Deal struck on EU lorry charging, Swiss tolls

"Eurovignette" accord paves way to road pricing based on environmental impacts of vehicles

EU transport ministers reached political agreement yesterday on a system of road pricing that will require differentiation of charges on heavy lorries according to their environmental impacts. They also broke through two years' of deadlock to agree on transport charging on environmentally sensitive routes through the Alps, including a deal concluded with Switzerland on its Alpine road charges.

The "Eurovignette" directive aims to harmonise road charging through the EU single market. From 1 July 2000, annual charges will range from a maximum of Ecu1,550 for the heaviest and most polluting vehicles to Ecu750 for the lightest and cleanest lorries. Under these bands, charges are to be further differentiated according to the duration of use of infrastructure.

In related negotiations, the EU and Switzerland finally reached a compromise on Swiss road charges that have held up an EU-Swiss association agreement as well as significantly complicating the Eurovignette talks (ENDS Daily 27 November).

As foreseen, Switzerland will charge an average of Ecu200 per transit, but now this will only be effective after a new rail tunnel at Loetschberg is completed in 2007 or 2008. Before this time, the average will be no more than Ecu180, soothing Austrian fears that traffic will continue to be dissuaded from crossing Switzerland and will cross the Alps over Austria's Brenner pass instead.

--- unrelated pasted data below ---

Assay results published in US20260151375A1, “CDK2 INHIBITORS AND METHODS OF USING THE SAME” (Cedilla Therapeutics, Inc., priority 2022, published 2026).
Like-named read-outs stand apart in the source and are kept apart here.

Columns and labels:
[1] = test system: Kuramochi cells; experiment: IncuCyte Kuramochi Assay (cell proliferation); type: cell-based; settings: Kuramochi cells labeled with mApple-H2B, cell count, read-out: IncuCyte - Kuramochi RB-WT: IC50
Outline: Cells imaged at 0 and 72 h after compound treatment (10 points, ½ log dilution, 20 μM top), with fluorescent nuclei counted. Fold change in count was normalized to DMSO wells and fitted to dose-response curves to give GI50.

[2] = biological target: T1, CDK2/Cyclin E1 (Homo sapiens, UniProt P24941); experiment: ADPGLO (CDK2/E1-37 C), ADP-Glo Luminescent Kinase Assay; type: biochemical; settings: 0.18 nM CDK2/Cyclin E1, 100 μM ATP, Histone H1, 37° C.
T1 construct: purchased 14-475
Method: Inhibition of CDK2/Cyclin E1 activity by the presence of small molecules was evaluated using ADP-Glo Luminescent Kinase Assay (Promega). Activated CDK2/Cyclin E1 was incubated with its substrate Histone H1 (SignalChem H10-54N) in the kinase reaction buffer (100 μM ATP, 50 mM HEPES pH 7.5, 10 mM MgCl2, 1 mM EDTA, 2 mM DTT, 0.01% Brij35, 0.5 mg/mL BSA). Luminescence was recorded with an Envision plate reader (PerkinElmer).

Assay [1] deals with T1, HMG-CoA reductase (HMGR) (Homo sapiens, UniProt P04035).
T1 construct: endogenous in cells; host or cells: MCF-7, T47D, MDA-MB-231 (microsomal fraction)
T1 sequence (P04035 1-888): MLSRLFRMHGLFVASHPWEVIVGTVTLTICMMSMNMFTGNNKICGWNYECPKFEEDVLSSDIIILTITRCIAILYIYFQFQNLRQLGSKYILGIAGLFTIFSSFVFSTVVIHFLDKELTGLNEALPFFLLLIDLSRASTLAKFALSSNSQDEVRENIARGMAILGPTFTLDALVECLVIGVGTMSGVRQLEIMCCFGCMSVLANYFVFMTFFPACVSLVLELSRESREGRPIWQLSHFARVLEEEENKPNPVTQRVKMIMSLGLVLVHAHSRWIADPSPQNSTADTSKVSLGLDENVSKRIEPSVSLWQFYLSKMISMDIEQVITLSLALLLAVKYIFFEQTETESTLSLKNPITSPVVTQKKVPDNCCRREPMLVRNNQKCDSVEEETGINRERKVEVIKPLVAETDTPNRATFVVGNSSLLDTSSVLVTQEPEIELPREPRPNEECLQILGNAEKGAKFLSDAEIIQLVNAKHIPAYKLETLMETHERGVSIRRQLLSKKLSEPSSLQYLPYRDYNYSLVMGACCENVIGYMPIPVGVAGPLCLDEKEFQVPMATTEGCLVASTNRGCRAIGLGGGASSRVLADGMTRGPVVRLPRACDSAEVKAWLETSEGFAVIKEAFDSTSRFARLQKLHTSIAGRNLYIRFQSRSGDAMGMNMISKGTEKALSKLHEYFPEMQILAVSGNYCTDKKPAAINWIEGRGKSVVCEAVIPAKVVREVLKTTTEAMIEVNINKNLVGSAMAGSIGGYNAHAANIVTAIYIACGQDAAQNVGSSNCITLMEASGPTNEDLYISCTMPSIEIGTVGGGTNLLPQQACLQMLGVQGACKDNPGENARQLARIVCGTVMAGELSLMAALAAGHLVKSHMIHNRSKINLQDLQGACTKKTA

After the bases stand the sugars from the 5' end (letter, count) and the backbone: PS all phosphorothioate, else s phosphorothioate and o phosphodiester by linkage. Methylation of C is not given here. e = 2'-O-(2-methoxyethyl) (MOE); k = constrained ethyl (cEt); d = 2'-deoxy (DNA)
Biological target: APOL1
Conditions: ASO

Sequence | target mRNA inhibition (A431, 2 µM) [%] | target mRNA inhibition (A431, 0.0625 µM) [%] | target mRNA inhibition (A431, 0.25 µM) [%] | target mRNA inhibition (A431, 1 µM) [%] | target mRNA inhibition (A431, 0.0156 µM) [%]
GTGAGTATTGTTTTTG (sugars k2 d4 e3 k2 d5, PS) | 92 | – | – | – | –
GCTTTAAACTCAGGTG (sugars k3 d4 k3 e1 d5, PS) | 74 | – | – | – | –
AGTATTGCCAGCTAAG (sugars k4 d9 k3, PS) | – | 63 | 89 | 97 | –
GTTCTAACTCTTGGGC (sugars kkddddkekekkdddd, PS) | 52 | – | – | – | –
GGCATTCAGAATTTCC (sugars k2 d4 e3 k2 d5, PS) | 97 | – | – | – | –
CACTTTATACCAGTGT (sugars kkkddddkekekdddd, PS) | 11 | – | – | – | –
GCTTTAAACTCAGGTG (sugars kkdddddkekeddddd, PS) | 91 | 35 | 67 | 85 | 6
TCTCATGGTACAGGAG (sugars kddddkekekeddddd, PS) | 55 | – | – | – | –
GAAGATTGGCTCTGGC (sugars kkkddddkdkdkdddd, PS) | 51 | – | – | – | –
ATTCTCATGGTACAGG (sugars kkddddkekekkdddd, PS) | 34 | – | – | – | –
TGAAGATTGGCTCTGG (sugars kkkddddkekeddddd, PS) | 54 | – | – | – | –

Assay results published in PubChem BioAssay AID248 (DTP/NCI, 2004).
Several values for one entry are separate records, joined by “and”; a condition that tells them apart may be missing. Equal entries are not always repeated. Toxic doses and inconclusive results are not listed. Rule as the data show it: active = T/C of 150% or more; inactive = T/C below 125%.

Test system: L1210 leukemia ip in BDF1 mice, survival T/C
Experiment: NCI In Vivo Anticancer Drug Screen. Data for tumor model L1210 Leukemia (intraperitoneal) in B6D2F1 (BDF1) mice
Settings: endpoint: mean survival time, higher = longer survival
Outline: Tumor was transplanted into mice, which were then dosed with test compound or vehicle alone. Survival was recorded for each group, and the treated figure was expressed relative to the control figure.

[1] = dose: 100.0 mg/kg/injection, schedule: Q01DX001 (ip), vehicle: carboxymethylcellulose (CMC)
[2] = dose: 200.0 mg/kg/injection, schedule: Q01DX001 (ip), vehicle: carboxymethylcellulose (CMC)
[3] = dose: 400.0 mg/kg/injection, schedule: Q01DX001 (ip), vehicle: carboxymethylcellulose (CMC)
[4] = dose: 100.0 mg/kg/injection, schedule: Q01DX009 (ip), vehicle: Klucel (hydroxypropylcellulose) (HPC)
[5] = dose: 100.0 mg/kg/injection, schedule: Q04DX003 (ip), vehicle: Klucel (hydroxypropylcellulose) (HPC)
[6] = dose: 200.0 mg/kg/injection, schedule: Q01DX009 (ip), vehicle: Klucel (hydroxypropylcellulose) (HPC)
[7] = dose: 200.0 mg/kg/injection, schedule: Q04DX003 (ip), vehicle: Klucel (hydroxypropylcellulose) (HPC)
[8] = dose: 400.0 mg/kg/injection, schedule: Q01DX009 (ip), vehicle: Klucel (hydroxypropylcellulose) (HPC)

In return, Switzerland will gradually phase out its current 28-tonne weight limit on lorries. Quota limited access for 40-tonne lorries will be introduced from 2000, rising to unlimited access in 2005. Lorries up to 34 tonnes will have unlimited access from 2001. Austria in turn, has compromised in the light of the Swiss concessions, and has accepted to impose a maximum toll of Ecu84 for transits over the Brenner pass.

In a statement appended to the conclusions from the ministerial meeting, the European Commission claimed that it was confident that as a result of the agreement and other factors such as the planned introduction of distance-related charges in Germany and improvements in EU and Swiss rail infrastructure, a significant amount of traffic would be shifted from the Brenner route to Switzerland.

Follow Up:
EU Council of Ministers, tel: +32 2 285 6111.

Please sign in to access this article. To subscribe, view our subscription options, or take out a free trial.

Please enter your details

Forgotten password?

Having trouble signing in?

Contact Customer Support at
or call 020 8267 8120

Not a subscriber?

Take a free trial now to discover the critical insights and updates our coverage offers subscribers.